VNPAC: Identity Politics at Theatre Communications Group Conference
The morning sessions on Friday, June 18, began at Steppenwolf Theatre, one of the major innovators in the theatre scene, not only in Chicago, but in the entire USA. Steppenwolf opened its five performance and rehearsal spaces to the 900 attendees for the Morning Manifestos, presented on Thursday and Friday. The idea behind the manifestos was to present short descriptions of projects that would deal with contemporary situations, such as producing theatre during a bad economy, new opportunities, and the one I chose, “Making the Invisible Visible”. I was unable to get there for the first part, which contained the actual presentations, but luckily the notes of the session were being recorded “live” on a screen. When I got there the room, holding at least 300 people, was filled with breakout groups leaning forward in intense conversations.
The session was moderated by consultant and community organizer, Caron Atlas: “Art, culture and democracy are closely intertwined…who gets to be on a [culture] map? Who is left off?”
The Invisible was about performance groups that didn’t have recognition beyond their immediate communities, and some of the neighborhoods discussed were in Brooklyn and Harlem. Atlas talked about a piece created by Danny Hoch, Taking Over, about gentrification, and how the Public Theater in New York hosted a hugely successful forum with audiences for the show; this led to a discussion about gentrification with City Council members.
Some comments I heard from the breakout sessions or saw onscreen:
“Branding—does theatre need to be coded as ‘American’ or ‘Continental’?
Re: kids and theatre—”there’s less reading these days…”
Re: cultural literacy—”can we promote this without providing it?”
“We don’t have a free market economy…someone is making decisions on what is subsidized.”
“In the UK it [theatre] is an entitlement—it’s fundamental to our engagement as citizens…In America it’s something separate, not an essence or entitlement.”
I had an interesting conversation with MK Wegmann, a resident of New Orleans and President and CEO of the National Performance Network, about the connection between hiphop, dance, and theatre. She sees the hiphop culture as a new source for American theatre. Although I recorded this, there was too much noise surrounding us, so here is an excerpt of what she told me:
“The group Universes which is based in the Bronx, started out as poets, reading their poetry publicly. They now are a theatre company: they tour their work, and they’re making plays with music. They knew they needed to learn about the conventions of theatre. Yes, they use narrative. Their most recent production is called Ameriville, a fabulous piece, and it builds on the hurricane Katrina experience. They went to New Orleans and collected stories and made a play that is touring: Southern Rep, which is one of the major theatres in New Orleans, performed it.”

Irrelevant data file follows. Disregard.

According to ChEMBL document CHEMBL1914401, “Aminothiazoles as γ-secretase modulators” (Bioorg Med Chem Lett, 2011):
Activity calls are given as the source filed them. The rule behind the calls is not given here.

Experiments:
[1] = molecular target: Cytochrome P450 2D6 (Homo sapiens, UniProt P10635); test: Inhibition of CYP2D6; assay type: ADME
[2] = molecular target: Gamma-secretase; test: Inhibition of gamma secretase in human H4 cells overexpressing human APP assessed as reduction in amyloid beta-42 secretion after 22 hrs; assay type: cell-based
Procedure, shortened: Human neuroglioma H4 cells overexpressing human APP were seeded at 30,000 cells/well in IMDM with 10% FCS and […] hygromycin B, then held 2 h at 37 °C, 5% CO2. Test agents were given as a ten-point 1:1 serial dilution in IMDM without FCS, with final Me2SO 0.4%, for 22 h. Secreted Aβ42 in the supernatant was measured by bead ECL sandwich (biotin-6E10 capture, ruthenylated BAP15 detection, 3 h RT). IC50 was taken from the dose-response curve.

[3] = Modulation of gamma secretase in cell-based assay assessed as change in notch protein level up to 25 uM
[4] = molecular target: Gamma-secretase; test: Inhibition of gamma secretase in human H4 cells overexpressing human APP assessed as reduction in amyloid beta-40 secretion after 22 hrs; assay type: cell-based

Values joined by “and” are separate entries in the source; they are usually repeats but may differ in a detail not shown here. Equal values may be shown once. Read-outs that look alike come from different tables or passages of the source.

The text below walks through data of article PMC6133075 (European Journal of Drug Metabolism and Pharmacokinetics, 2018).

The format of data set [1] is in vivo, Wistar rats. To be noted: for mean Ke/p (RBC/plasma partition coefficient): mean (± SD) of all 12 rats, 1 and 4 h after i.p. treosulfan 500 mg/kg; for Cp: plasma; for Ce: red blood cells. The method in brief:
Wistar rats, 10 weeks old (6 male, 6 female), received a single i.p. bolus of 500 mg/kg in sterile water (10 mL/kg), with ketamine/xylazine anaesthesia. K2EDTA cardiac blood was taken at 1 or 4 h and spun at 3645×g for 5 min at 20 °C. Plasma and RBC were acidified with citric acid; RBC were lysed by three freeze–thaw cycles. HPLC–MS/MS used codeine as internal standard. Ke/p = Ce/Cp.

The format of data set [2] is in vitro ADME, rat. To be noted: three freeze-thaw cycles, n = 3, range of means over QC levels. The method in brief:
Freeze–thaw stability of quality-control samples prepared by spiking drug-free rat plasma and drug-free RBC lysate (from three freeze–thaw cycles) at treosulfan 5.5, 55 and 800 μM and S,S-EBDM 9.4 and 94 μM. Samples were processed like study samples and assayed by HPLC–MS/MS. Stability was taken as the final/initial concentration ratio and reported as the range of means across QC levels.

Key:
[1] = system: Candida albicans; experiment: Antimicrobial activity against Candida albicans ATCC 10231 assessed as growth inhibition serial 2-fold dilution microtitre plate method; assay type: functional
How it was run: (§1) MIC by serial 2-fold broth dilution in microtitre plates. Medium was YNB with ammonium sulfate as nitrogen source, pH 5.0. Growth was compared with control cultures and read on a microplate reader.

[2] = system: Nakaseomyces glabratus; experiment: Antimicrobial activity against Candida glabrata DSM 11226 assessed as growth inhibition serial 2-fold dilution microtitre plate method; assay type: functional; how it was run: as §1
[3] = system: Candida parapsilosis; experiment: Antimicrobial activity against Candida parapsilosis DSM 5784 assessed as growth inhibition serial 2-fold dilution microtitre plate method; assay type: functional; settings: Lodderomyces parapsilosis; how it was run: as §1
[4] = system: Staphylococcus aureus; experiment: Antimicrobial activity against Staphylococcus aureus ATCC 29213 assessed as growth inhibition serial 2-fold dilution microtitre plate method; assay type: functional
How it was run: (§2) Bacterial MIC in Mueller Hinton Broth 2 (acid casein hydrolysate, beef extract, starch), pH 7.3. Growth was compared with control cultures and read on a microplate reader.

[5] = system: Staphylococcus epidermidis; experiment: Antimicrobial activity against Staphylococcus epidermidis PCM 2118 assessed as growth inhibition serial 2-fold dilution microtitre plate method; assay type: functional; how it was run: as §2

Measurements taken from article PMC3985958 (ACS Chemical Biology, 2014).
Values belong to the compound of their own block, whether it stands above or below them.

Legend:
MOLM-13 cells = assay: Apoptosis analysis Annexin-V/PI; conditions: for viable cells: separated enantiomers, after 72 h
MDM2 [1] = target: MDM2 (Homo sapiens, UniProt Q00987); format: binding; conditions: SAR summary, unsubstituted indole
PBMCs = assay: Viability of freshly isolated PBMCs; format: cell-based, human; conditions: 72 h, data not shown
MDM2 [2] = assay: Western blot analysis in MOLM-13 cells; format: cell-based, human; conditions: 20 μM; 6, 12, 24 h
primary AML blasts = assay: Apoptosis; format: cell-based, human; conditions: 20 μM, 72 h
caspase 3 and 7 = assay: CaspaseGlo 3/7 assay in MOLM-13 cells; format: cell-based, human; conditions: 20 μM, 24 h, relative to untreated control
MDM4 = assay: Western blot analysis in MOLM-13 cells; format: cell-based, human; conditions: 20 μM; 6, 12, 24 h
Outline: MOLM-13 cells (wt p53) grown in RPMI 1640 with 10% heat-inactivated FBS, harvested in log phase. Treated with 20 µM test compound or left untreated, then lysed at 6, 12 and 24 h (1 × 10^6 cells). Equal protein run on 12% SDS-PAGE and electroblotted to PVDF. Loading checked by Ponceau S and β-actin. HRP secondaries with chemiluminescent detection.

In the afternoon I went to the “Race in the 21st Century” session, hosted by Asian American playwright Philip Gotanda. The discussion centered around efforts to promote plays of African American, Latino, and Asian playwrights to create a theatre scene that more accurately describes the US. Kristopher Diaz, a young Latino playwright stressed the rising economic power of all these groups, and said white audiences could learn more about the different kind of Latino populations groups through theatre. There was a long discussion, initiated by Adam Thurman, Marketing Director of Court Theatre in Chicago, about bringing in audiences of color. “And if you have your ‘black play’ one year and it fails, the next year you’ve got to have two, and give it a chance. And it shouldn’t always have to be a play by August Wilson—there are so many others!”
Raelle Myrick-Hodges, Artistic Director of Brava Theatre in San Francisco talked about how your board and staff should reflect the audience you want to bring in. She also supported the idea of community theatre, storytime studios run by playwrights, and getting out into the community to meet the people you want to bring in—going to their restaurants, places of entertainment.
There was a complex discussion of whether identity politics was the best way to go, or if color blind casting was more successful in getting minority actors onto the stage. Directors of smaller theatres talked about how a lot of grant money goes to larger theatres for outreach, while the smaller theatres in the minority neighborhoods get very little. This was a wonderful, lively session, with the room jammed with people of many backgrounds and a wide ranges of ages and experience.
Here is an interview with Reena Dutt, an Indian actor in Los Angeles, about color and casting.